Even as nature falls asleep under the fiery spell of autumn, there awakens in the lords of nature a keen spiritual sensitivity that can be a type of perversity. Fall inspires fallen men with a fascination in tales of terror and supernatural horror, tales that dwell on dark mysteries that transcend the regular course of nature. The celebration of fear is a strange and ancient one, which is the source of its strange and ancient power. It is a power beyond intellect. It is a power stronger than fear itself. “The kind of fear here treated of is purely spiritual,” wrote Charles Lamb in Witches, and Other Night-Fears, “that it is strong in proportion as it is objectless upon earth—that it predominates in the period of sinless infancy—are difficulties, the solution of which might afford some probable insight into our ante-mundane condition, and a peep at least into the shadow-land of pre-existence.” Another poet, however, tells that some witches and night-fears are not purely spiritual, but are moving bodily among us—disguised as black cats.
Edgar Allan Poe was a man who drank deeply from the cup of fear, and of his many macabre masterpieces, one that stands alone in violent perversity and vivid inexplicability is “The Black Cat.” Though the tale claws at the threshold of a terrible spiritual design, it is remarkable for keeping the fantastic and the phantasmagoric inscrutable, leaving only the insanity of physical impossibility, robbed of rhyme and reason. “The Black Cat” is a story that collapses in despair over the primal terror of mindless tragedy—which is precisely what makes it a devilishly good read.
Edgar Allan Poe’s seductively sinister stories are sadly reflective of his own beleaguered life of forty years. Born in Boston, 1809, Edgar Poe was orphaned less than three years later, and found only desperate unhappiness with the Allans of Richmond, Virginia. His unstable, poverty-stricken, drunken, and tempestuous life is the stuff of legend—as is his perplexing death in Baltimore.
But as an artist, Edgar Allan Poe found profound glory in the shadows. His reputation as the father of the modern short story, even now, stems from a literary device that he called a “single effect” to capture and convey the struggle to see the light of truth and justice that shines at the end of a tunnel of ferocity and fear. This struggle dominates Poe’s tales of mystery and madness because it dominated his own tortured existence. Poe, for all his ugliness, believed in beauty; but he believed that beauty required a battle before it might be beheld. And those battles are not always won. His single effect is singularly palpable in “The Black Cat.” Story, psychology, and setting are wonderfully integrated to form a climactic, cataclysmic experience that leaves an impression of hideous horror that is absolutely particular to Poe in its perverse perfection.
“The Black Cat” is a story that breeds mental malady in a slow-boiling malice; and so is madness often the result of malevolence—especially when it is self-inflicted. It is intoned in the frantic scrawl of a last confession. Sentenced to die on the morrow, a nameless narrator laments that his readers will hold him insane, but he avows his sanity while, at the same time, admitting to the wild nature of the events he must put to pen. A raging alcoholism severed him from law and reality, causing strange fits of furious passion, which culminated one night in his cutting out an eye from his own cat’s face. Despair and disgust over his black act eventually drove him to hang the black cat—the creature that bore and brandished the mark of his weakness and wickedness. The descent continues apace with the gravitation of the grave: fire, omens, guilt, psychosis, a bloody axe, a hidden tomb, and a black cat with a “solitary eye of fire” perched upon the head of an upright corpse “greatly decayed and clotted with gore.”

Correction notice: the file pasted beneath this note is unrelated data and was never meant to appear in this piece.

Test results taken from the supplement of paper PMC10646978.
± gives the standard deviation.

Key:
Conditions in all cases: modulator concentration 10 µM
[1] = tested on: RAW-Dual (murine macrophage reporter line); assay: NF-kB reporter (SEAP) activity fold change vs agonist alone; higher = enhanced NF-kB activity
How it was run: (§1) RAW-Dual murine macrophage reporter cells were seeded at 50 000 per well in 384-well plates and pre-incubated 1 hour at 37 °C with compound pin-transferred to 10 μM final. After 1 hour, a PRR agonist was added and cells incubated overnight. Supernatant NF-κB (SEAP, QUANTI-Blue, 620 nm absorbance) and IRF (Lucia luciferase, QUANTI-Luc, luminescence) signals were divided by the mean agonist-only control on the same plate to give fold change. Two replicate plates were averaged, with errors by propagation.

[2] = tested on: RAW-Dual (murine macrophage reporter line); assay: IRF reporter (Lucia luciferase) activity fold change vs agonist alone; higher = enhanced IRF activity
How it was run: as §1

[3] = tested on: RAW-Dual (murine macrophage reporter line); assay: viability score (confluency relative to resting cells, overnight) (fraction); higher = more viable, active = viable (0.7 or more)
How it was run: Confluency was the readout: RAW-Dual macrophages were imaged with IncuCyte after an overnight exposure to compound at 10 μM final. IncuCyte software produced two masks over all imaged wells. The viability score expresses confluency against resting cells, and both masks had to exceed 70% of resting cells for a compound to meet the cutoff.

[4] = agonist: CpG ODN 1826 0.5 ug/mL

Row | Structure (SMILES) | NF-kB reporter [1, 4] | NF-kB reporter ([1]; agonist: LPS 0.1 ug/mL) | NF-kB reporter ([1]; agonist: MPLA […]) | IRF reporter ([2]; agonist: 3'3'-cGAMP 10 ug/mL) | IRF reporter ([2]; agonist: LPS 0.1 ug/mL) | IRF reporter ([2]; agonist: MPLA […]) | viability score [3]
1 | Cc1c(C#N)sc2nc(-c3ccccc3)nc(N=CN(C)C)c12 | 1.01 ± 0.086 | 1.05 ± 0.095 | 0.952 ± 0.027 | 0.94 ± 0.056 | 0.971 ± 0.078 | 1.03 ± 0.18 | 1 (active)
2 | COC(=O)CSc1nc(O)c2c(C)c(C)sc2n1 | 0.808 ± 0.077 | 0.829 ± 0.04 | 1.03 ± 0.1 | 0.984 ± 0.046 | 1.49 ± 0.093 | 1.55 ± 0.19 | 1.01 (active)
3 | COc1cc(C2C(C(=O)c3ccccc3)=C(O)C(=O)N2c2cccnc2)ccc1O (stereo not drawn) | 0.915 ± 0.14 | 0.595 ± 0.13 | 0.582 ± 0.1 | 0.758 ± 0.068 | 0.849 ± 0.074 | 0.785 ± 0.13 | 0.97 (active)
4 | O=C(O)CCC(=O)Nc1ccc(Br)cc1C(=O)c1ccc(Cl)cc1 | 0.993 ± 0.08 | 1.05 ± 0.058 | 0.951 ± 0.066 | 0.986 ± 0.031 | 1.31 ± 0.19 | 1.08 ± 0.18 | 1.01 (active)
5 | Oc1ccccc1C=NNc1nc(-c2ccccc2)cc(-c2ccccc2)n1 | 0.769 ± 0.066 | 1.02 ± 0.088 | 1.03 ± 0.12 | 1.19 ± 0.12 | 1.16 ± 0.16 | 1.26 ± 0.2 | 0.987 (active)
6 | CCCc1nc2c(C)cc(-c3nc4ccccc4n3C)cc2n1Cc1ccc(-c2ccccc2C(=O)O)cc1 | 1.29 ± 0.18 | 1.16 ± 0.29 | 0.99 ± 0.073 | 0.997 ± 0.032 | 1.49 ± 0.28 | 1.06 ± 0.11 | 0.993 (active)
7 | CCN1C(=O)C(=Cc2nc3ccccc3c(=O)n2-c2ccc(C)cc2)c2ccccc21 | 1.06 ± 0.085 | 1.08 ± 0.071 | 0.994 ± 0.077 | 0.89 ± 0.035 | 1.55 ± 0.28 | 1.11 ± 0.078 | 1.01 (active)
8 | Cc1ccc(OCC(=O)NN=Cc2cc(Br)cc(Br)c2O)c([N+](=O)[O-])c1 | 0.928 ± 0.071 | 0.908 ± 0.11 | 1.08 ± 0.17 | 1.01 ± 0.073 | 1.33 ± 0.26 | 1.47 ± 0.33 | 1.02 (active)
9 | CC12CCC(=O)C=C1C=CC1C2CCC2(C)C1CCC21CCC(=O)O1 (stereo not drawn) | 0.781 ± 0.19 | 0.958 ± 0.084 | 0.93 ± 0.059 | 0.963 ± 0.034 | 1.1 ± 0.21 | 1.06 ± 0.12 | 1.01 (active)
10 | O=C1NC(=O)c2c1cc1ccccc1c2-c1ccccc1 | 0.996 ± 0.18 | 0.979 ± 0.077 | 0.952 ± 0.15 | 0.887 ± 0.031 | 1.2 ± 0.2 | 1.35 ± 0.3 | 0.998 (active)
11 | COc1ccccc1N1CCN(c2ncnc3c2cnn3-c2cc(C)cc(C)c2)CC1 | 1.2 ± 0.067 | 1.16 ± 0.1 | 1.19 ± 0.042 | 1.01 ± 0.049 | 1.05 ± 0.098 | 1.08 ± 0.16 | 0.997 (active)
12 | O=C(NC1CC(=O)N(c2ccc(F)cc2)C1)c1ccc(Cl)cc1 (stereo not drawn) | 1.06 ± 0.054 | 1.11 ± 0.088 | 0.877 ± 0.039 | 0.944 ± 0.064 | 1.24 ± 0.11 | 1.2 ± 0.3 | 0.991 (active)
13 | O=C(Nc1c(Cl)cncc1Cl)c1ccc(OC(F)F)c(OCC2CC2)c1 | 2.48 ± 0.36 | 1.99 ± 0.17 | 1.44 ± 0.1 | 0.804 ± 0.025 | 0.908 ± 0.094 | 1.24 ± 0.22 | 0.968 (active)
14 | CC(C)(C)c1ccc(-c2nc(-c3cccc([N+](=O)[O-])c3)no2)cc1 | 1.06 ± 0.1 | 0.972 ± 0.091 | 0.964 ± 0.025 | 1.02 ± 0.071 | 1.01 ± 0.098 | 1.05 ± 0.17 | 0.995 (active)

“The Black Cat” explores the boundary between fantasy and fact, between the irrational and the rational. The fearful plot twists in Poe’s famous story fearlessly challenge expectations based upon common human experience; but they do not explain them away by simply substituting a supernatural cause for a natural cause. Instead, no explanation is offered, which is what makes it terrifying. “The Black Cat” taps into one of the primal and principle sources of human terror—the Unknown. Are the inexplicable events scratched out in the shadow of the gallows the delusions of a freak? Or the decrees of fate? Is the black cat a cat? Or a witch? Is God the Most Merciful or the Most Terrible? The truth hovers between the two with a teasing tantalization that is terrifying, and men, in the spirit of perverseness, savor the suspense.
Philosophy can take no account of pure evil. This is the insoluble sufferance of the human condition: there are sins that offer no rational explanation—that are pure and simply evil—and it is a cross that can be almost too great to bear. Edgar Allan Poe certainly struggled under this burden, even unto mental crucifixion, and his writings are the cry of that curse and condemnation. It is enough to make men mad, and also utterly fascinated. The iniquity that prowls in “The Black Cat” carries itself with a silent, feline omniscience and indifference—those qualities that made cats revered as the strange gods of Egypt. The only recourse to counterbalance the spirit of perverseness is the desperate prayer of the victim-villain of the tale: “May God shield and deliver me from the fangs of the Arch-Fiend!”